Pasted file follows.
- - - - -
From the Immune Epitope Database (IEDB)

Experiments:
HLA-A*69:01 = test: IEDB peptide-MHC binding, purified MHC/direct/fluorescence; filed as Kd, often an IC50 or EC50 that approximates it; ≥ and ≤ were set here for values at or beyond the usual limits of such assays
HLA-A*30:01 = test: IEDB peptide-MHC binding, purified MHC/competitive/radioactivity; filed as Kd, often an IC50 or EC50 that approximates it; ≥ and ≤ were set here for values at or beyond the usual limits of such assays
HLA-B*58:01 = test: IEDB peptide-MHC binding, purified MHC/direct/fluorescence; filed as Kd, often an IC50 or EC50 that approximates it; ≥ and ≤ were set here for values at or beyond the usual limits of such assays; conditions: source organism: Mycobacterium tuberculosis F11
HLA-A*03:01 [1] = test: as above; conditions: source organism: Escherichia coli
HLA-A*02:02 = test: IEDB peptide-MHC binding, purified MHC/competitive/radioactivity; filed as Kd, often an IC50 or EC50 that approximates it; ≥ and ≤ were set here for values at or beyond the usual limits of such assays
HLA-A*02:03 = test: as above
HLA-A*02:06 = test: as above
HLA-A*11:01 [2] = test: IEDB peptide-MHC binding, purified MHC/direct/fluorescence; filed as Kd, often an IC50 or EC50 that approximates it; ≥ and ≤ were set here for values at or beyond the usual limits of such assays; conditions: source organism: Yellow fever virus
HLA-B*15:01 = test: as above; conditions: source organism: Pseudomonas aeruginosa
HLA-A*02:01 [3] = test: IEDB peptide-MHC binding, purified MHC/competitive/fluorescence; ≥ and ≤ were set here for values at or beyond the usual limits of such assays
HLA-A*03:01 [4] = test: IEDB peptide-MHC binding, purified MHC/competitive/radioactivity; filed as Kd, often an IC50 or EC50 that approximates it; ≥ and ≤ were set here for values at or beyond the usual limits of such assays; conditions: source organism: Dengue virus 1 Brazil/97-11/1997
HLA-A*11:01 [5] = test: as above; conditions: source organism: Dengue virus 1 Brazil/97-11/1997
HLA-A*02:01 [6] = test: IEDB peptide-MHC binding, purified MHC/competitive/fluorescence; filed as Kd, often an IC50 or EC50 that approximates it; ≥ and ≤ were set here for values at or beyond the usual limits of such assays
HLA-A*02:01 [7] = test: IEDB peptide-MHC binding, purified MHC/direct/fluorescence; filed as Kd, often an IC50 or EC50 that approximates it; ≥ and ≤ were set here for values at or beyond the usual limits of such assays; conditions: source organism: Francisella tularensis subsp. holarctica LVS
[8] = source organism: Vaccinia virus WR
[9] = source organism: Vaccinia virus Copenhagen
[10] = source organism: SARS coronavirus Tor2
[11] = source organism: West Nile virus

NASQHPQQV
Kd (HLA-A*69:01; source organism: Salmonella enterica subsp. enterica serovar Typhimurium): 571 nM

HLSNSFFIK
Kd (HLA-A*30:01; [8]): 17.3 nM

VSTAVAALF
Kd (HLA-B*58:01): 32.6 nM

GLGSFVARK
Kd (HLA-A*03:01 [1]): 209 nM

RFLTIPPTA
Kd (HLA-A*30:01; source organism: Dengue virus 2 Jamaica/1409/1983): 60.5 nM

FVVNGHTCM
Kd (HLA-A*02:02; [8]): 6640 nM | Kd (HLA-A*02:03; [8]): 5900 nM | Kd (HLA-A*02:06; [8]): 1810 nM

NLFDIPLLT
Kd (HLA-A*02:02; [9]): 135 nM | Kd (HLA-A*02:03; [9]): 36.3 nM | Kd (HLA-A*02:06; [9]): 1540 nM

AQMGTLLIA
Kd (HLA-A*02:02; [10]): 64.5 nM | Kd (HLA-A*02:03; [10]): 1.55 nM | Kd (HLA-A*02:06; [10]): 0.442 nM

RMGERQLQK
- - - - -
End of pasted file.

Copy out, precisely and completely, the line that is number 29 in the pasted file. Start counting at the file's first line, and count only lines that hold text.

RFLTIPPTA